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Next Steps Workshop on the Exodus Project, Part I

Mike Bonem meets with Cabinet and Core Team © Before departing on a vacation to Ireland, Bishop Lowry invited Mike Bonem to be a guest blogger. Mike, the consultant leading the Exodus Project evaluation, met on June 17 with the CTC’s Core Team and the Bishop’s Cabinet to discuss next steps. Dear Friends in Christ, My purpose here is to recap key points from the workshop with Central Texas Conference’s Core Team and Cabinet held on June 17, 2015. This blog and the one that follows are not meant to be a comprehensive set of notes, and they represent my perspective, which may at times differ from the group. I am also including some follow-up thoughts and recommendations for next steps that were not discussed in our meeting. Accordingly, this is intended to foster further conversation among CTC’s leaders as we move forward. The purpose of the workshop was to define the “next steps” to be taken in the implementation of the Exodus Project. My evaluation of the Exodus Project introduced the recommendations with this statement: CTC can accelerate its progress in the Exodus Project and improve its results by narrowing its focus to the highest value activities and collaborating more actively at all levels. The seven recommendations that followed are:
  1. Develop a new process to guide programming decisions.
  2. Formalize resourcing to leverage local expertise.
  3. Focus disproportionately on “selected” churches.
  4. Invest in leadership development.
  5. Create transparent evaluation processes that align with Exodus.
  6. Re-emphasize peer learning.
  7. Clarify the role of the District Superintendent
Recognizing the need to focus on a smaller number of recommendations, the leadership team prioritized three of these as having the greatest potential impact for CTC. Those three are highlighted in bold above. Of the three, leadership development is the highest priority. This is the first of two blog posts in which we will more fully explore the recommendations the group initially has selected to emphasize. Each of the three prioritized areas has a person who will lead in developing specific recommendations. That person will assemble an ad hoc task group to work with them in that process. The task group should include lay members as well as clergy and is not limited to the Core Team and Cabinet. The teams are to develop preliminary recommendations for discussion at a meeting in the fall. As part of their recommendations, each task group should propose milestones/goals for the first and second years. Since top priority was given to Investing in Leadership Development, I want to address this recommendation first. The recommendation for leadership development was refined considerably during the workshop. We discussed three key ideas: leadership development for clergy, leadership development for laity, and clergy recruitment – with the majority of the time spent on the former. Leadership development for laity is important, but the current efforts that are already under way are seen as addressing this need. The overarching concept for clergy leadership development was shaped by the “High Octane Preaching” class that has been offered for several years. The content (preaching) was chosen because of its importance for pastoral leadership, and participants are hand-selected based on their future potential. A weakness of this class is that it is not part of an integrated and intentional process for leadership development and has lacked follow-up accountability. As envisioned in our workshop, key components of CTC’s future leadership development include:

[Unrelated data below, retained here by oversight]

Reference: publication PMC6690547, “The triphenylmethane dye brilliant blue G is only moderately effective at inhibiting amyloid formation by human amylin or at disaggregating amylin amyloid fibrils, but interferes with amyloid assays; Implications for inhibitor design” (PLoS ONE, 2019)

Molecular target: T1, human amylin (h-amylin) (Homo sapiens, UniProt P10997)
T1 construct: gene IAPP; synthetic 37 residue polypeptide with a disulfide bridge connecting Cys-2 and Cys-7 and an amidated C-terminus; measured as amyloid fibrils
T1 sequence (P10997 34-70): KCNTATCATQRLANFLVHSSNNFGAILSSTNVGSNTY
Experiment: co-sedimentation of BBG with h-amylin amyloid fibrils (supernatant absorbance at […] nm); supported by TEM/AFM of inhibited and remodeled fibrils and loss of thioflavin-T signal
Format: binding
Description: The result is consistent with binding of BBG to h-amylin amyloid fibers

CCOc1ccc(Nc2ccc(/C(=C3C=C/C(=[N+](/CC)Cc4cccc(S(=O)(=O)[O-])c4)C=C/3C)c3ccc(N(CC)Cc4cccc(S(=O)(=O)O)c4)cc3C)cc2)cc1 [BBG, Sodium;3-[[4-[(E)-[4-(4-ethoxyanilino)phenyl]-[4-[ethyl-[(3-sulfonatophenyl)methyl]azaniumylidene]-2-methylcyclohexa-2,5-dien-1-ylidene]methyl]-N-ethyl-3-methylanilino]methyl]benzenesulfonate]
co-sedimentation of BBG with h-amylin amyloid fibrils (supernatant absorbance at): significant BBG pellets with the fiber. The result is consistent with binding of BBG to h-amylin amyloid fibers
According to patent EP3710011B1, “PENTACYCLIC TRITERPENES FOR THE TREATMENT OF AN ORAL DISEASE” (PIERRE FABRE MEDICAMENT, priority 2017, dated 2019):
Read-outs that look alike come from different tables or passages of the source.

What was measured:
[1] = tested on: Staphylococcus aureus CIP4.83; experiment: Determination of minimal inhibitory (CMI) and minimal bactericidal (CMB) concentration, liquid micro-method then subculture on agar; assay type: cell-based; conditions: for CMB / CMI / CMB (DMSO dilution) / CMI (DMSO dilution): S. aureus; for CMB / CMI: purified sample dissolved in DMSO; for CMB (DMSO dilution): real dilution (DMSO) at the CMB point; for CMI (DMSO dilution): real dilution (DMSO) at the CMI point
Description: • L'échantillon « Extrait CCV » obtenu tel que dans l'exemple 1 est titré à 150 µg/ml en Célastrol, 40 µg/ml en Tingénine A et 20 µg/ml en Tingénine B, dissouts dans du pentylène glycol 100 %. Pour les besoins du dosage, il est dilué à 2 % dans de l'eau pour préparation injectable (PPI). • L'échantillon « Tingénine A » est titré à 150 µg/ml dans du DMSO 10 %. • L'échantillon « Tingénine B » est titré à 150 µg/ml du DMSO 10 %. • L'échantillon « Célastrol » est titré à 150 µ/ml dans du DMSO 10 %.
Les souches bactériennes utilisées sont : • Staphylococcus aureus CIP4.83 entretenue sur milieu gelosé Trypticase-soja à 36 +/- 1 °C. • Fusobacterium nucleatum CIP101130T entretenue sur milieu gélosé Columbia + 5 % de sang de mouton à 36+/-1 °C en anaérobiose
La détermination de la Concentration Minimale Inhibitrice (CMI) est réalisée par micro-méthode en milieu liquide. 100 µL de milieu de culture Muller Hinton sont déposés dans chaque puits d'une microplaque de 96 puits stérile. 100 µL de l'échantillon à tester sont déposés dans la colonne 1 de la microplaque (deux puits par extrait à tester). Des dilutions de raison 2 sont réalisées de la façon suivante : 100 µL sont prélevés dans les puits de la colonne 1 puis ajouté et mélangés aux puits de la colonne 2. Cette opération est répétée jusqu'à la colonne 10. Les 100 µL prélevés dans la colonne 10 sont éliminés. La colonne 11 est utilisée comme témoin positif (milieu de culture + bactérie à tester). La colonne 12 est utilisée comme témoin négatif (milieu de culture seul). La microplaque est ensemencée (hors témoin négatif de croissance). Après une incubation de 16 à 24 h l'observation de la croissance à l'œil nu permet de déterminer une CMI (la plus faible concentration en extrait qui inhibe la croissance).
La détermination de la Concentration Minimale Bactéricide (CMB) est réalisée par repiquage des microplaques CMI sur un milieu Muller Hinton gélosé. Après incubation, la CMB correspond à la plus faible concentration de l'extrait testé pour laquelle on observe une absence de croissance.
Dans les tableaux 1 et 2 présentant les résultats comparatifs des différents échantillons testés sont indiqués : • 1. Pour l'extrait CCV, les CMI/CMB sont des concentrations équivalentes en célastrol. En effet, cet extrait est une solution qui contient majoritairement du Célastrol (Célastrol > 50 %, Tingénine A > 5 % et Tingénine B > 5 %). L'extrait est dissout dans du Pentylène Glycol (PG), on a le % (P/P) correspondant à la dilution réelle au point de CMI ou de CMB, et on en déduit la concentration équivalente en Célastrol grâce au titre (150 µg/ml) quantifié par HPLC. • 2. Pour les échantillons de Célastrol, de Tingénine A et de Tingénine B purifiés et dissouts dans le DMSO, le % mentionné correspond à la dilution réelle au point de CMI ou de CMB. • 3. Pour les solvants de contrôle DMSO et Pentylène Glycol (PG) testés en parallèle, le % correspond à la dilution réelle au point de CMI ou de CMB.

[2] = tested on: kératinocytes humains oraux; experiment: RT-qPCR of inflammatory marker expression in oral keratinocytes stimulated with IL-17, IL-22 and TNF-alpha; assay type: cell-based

• Selectivity. Participants should be screened and should be chosen based on their future potential and the benefit of this development for their careers and churches. An intentional process for this selection will need to be created.
  • Focused content. CTC should not try to teach everything that a pastor might need to know, but instead should choose/design content based on the needs of the target participants and churches.
  • Values-driven. Content selection and design should reflect the conference’s values for effective pastoral leadership.
  • Mentoring and accountability. Because content is only a small portion of an individual’s development, it is important for the design to include mentoring and accountability. Individuals who are not diligent about practicing skills that they have learned in one class should not be allowed to take future classes.
Next installment – due on July 6: Focusing on “Selected Churches” and Programming Decisions.